Property politics by Frank Newman

The general election is more than a year away but the battle lines are already forming. Two combatants, Labour and the Greens, have entered into a formal Memorandum of Understanding (MOU) to work together with the simple objective of ousting National from the treasury benches. It creates an interesting dynamic, given NZ First has repeated its view that it would not be part of a coalition that involved the Greens.

Now that Labour has stated a clear preference for the Greens, it makes a post-election coalition arrangement between Labour and NZ First less likely. NZ First also has a hard-line against working with the Maori Party (and any other party, which includes the Greens, that wants to put the Treaty of Waitangi as the core of our constitutional arrangements) so it is fast running out of dance partners; although it appears content to dance alone! The outcome of the next general election is already becoming set in stone, but more on that later.

If a Labour-Green coalition were to gain power, what would it mean for property investors?

Labour has indicated the two-year bright-line test on the sale of investment property is likely to be extended to five years. That means in effect, a capital gains tax for most property investors. The Greens 2014 election policy goes one step further by saying it would introduce a capital gains tax on all realised assets except the family home.

Labour is also likely to ring-fencing rental losses. That means losses arising from a rental activity could not be offset against other income in the year the loss was incurred. The loss would have to be carried forward to offset future rental profits, should there be any.

At the last election the Greens said they would: Lower the corporate tax-rate from 28c to 27c; increase personal tax rate from 33% to 40% for all income above $140,000; raise trust tax rate from 33% to 40%, create a state-owned Green Investment Bank to facilitate private capital flowing into eco-friendly investments. Labour said it would increase the top tax rate to 36 percent on income over $150,000 and raise the trustee income tax rate from 33 to 36%.

The Greens would require all rented houses to have a Warrant of Fitness “that includes insulation, clean heating, weather tightness and basic service standards”. Labour too would require all rental properties to have a WOF and has twice attempted to have legislation past in Parliament to that effect.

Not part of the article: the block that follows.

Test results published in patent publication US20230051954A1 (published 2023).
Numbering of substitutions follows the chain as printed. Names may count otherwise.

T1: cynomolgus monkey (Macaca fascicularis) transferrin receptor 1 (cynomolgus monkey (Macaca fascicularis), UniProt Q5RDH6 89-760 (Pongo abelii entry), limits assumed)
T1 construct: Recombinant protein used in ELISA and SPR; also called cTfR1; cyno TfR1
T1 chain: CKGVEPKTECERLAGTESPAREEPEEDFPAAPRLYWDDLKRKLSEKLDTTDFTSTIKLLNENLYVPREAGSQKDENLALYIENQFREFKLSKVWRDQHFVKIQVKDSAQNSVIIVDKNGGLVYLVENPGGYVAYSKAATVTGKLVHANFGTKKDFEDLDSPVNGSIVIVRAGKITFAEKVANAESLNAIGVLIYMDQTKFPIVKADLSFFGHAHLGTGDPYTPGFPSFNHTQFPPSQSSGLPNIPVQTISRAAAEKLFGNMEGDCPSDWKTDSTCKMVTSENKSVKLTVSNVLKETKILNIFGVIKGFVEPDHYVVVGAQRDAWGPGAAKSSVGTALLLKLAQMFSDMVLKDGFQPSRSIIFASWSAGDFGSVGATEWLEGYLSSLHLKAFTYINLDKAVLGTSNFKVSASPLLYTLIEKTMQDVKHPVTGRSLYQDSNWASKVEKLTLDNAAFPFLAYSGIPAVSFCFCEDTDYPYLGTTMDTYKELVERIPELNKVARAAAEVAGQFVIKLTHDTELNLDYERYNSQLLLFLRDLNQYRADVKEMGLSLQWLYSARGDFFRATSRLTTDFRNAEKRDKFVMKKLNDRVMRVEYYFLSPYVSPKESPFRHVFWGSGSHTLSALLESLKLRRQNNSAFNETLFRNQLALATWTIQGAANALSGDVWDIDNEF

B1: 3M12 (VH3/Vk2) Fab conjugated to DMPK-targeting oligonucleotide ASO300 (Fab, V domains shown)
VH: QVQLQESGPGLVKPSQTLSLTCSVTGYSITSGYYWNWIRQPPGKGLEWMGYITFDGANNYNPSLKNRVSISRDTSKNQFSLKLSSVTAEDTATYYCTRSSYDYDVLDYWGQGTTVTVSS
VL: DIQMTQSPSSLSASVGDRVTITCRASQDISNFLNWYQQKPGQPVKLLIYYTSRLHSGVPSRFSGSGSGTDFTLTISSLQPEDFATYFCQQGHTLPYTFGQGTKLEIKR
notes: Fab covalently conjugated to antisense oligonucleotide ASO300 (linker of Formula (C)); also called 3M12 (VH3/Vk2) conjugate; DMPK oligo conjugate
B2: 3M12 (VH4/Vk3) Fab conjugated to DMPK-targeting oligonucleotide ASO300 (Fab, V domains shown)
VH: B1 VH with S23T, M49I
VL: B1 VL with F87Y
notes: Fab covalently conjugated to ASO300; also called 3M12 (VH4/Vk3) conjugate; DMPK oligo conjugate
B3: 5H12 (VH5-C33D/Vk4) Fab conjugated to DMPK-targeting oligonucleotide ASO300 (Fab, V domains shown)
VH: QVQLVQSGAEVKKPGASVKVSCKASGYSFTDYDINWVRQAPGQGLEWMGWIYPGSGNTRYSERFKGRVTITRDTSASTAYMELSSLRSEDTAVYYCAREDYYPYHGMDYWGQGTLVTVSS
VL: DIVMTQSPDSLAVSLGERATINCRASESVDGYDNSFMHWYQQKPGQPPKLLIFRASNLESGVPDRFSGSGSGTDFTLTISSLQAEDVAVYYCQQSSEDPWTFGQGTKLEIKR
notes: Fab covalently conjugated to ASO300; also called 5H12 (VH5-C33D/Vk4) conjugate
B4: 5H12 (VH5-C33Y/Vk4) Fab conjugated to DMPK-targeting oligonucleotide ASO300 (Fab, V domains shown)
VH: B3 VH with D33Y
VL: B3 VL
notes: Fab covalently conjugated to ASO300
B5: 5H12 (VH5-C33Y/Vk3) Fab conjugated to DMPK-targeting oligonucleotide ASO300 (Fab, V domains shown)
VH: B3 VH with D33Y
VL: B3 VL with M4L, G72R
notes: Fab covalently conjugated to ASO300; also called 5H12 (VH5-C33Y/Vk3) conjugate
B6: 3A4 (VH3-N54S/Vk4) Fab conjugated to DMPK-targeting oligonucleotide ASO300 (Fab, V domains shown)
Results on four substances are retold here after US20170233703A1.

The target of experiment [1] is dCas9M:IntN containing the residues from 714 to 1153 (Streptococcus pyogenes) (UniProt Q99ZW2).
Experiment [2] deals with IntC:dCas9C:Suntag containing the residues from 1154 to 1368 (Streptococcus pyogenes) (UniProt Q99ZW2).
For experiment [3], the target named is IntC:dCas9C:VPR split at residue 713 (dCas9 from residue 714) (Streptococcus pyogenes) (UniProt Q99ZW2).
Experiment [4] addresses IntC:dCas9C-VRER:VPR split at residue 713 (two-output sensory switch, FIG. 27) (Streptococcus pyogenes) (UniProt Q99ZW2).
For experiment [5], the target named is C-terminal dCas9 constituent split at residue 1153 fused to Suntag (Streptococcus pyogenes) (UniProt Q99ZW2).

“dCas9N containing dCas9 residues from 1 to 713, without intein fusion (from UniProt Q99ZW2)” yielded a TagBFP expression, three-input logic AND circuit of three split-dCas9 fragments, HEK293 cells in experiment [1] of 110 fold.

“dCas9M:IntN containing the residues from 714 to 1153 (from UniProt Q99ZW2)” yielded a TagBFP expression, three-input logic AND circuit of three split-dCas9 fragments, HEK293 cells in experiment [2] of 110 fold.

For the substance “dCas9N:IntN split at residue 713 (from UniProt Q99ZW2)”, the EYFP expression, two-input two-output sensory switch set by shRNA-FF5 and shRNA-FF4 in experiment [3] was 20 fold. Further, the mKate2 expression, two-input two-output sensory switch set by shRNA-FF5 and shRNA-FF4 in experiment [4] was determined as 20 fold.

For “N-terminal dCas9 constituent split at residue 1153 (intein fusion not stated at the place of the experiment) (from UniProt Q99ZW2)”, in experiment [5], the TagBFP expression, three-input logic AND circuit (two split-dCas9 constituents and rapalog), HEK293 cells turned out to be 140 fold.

From the Green’s point of view, the prenup’ agreement makes sense – they are trying to change the perception of voters so they are seen as more mainstream and less scary – hence the suit and tie appearance. Long gone are the bird-infested beards, roman sandals and walk socks.

For Labour the reason for the tie-up is less obvious. Perhaps by demonstrating they can work with the Greens they hope to convince voters that the Greens are a viable coalition partner. To date, the perception of a red/green government has not helped Labour – I don’t think the MOU will change that.

A prediction for next years election result? My guess is National will win the most seats at the next election, but not enough to govern alone. NZ First is on track to hold the balance of power. It is likely to give confidence and supply to National but sit on the crossbenches and consider each policy on a case by case basis, thereby extending its influence for the full electoral term rather than limiting it to a post-election day coalition agreement.

NZ First is growing its constituency by challenging the other parties on racial issues, which only they can do without being dismissed as racists. I continue to believe Shane Jones will re-enter politics as a candidate for NZ First, and become the leader in waiting.

Given its current leader and the influence the trade union movement has on the party, Labour is unlikely to make inroads into National’s support. To beat National they need to move into the centre field, not left field. It seems the union dominance within the party has forced them in that direction, and their leader typifies the by-gone era of grumpy trade unionists condemning villainous bosses. The only people who find that representation appealing are grumpy trade unionists. Perhaps yet another election loss will force them to realise they need to change with the times and replace Andrew Little with a fresh face like Chris Hipkins with Jacinda Adern as the deputy.

Frank Newman is a property market commentator. The opinions expressed in this articles is his own and may not represent the views of the Landowners Coalition Inc.